Henry Of Trastamara
HENRY OF TRASTAMARA (1369-1379), king of Castile, founder of the dynasty known as " the new kings," was the eldest son of Alphonso XI. and of his mistress Leonora de Guzman. He was born in 1333. His father endowed him with great lordships in northern Spain, and made him count of Trastamara. After the death of Alphonso XI. in 1350, Leonora was murdered to satisfy the revenge of the king's neglected wife. Several of the numerous children she had borne to Alphonso were slain at different times by Peter the Cruel, the king's legitimate son and successor. Henry preserved his life by submissions and by keeping out of the king's way. At last, after taking part in several internal commotions, he fled to France in 1356. In 1366 he persuaded the mercenary soldiers paid off by the kings of England and France to accompany him on an expedition to upset Peter, who was driven out. The Black Prince having intervened on behalf of Peter, Henry was defeated at Najera (3rd of April 1367) and had again to flee to Aragon. When the Black Prince was told that " the Bastard " had neither been slain nor taken, he said that nothing had been done. And so it turned out; for, when the Black Prince had left Spain, Henry came back with a body of French soldiers of fortune under du Guesclin, and drove his brother into the castle of Montiel in La Mancha. Peter was tempted out by du Guesclin, and the half brothers met in the Frenchman's tent. They rushed at one another, and Peter, the stronger man, threw Henry down, and fell on him. One of Henry's pages seized the king by the leg and threw him on his back. Henry then pulled up Peter's hauberk and stabbed him mortally in the stomach, on the 23rd of March 1369. He reigned for ten years, with some success both in pacifying the kingdom and in war with Portugal. But as his title was disputed he was compelled to purchase support by vast grants to the nobles and concessions to the cities, by which he gained the title of El de las Mercedes he of the largesse. Henry was a strong ally of the French king in his wars with the English, who supported the claims of Peter's natural daughters. He died on the 30th of May 1379.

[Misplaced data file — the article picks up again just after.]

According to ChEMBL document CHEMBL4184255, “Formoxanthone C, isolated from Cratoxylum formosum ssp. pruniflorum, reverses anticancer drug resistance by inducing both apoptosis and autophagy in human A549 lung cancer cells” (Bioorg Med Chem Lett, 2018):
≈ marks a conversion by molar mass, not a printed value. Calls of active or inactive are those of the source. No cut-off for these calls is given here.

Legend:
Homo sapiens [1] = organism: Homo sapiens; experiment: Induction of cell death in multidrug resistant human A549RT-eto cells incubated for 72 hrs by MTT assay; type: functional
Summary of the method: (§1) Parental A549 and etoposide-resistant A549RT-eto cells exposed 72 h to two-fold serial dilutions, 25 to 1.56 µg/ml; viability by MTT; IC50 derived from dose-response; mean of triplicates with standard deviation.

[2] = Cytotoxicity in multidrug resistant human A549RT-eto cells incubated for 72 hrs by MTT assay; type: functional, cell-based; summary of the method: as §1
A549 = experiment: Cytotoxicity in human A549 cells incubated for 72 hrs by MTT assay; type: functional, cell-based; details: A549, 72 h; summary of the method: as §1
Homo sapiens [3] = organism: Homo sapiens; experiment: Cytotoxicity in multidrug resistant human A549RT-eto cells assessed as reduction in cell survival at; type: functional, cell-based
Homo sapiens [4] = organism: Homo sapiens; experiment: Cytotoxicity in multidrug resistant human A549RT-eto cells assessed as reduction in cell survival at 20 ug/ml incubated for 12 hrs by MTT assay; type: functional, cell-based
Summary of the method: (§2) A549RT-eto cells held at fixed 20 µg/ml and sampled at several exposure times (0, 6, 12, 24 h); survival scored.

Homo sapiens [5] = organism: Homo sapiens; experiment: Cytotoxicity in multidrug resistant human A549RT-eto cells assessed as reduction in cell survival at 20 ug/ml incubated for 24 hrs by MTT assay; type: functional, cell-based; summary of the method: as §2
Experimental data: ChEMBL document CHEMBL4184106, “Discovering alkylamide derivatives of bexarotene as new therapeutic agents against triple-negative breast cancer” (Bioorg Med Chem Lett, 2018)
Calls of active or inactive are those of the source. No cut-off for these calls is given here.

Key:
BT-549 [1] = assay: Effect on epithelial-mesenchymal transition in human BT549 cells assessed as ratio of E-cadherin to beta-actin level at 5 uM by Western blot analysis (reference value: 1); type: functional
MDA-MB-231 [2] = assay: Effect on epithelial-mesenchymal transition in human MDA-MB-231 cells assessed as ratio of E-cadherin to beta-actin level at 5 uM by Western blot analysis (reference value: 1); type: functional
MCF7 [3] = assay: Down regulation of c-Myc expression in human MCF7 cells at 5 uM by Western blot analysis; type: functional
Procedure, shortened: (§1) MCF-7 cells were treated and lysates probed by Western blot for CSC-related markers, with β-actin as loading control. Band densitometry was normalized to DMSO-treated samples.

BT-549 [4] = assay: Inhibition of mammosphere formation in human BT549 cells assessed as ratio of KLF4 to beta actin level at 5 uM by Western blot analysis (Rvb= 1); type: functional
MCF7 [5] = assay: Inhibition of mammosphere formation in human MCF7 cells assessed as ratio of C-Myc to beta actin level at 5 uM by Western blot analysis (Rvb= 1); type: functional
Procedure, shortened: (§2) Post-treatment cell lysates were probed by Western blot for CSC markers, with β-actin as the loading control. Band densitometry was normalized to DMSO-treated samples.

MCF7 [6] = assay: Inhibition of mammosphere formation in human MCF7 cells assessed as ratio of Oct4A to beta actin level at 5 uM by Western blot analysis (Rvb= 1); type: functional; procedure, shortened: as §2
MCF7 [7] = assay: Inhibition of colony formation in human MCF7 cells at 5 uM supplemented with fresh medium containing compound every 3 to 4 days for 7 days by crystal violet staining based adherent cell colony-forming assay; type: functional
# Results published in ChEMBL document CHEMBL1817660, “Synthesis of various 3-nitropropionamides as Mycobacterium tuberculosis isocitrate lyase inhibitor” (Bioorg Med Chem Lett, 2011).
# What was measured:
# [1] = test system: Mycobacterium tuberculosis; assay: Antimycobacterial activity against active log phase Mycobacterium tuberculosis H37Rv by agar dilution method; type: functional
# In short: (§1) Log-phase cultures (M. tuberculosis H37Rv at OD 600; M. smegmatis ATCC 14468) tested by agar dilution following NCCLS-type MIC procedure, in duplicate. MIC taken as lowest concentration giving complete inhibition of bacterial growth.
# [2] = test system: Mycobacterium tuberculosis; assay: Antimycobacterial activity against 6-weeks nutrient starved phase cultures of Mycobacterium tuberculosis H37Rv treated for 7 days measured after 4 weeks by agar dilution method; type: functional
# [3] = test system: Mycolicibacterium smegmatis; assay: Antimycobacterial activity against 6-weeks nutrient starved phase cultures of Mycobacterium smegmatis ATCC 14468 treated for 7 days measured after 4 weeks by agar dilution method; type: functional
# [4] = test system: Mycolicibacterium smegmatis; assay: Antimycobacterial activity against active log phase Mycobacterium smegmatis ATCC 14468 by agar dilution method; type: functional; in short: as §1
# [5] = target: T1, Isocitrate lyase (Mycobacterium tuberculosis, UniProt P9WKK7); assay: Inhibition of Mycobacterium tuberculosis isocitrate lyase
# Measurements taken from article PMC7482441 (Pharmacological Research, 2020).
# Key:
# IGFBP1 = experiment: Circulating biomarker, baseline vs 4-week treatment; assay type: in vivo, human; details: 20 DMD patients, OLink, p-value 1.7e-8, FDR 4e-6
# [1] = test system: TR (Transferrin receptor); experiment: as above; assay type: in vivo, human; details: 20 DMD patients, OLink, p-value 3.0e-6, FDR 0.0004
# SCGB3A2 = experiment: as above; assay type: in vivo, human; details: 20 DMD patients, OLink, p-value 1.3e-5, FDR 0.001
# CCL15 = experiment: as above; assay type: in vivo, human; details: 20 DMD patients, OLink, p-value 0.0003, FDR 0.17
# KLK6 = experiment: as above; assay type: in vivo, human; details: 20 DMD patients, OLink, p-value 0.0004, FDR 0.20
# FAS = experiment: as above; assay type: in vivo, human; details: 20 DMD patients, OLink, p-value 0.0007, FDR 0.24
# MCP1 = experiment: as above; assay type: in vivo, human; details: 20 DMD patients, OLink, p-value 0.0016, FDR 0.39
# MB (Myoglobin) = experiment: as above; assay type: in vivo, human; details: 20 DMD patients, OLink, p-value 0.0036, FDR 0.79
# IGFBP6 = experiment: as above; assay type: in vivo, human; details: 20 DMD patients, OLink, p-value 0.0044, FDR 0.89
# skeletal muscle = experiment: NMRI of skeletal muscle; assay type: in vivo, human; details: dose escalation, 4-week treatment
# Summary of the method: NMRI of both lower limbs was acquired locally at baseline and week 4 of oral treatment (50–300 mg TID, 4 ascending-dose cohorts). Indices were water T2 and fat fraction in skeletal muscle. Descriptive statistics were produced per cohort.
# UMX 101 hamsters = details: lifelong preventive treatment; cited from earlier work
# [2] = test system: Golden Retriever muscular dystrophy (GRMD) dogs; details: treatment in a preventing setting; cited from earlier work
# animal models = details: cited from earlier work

Note - this article incorporates content from Encyclopaedia Britannica, Eleventh Edition, (1910-1911)